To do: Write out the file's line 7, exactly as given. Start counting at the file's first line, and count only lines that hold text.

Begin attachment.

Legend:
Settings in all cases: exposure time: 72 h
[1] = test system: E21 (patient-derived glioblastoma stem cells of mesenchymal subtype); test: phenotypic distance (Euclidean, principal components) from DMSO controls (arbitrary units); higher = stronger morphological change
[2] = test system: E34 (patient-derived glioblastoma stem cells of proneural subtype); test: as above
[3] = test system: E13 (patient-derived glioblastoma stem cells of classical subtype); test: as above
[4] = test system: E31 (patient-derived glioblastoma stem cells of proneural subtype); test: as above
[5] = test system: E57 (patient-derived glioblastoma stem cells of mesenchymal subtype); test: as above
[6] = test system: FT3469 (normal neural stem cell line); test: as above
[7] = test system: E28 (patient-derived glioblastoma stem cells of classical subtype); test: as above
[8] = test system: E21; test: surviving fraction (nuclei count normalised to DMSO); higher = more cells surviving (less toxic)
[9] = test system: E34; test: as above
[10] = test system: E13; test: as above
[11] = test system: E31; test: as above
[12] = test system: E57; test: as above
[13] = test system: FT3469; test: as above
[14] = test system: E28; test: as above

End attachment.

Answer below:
[5] = test system: E57 (patient-derived glioblastoma stem cells of mesenchymal subtype); test: as above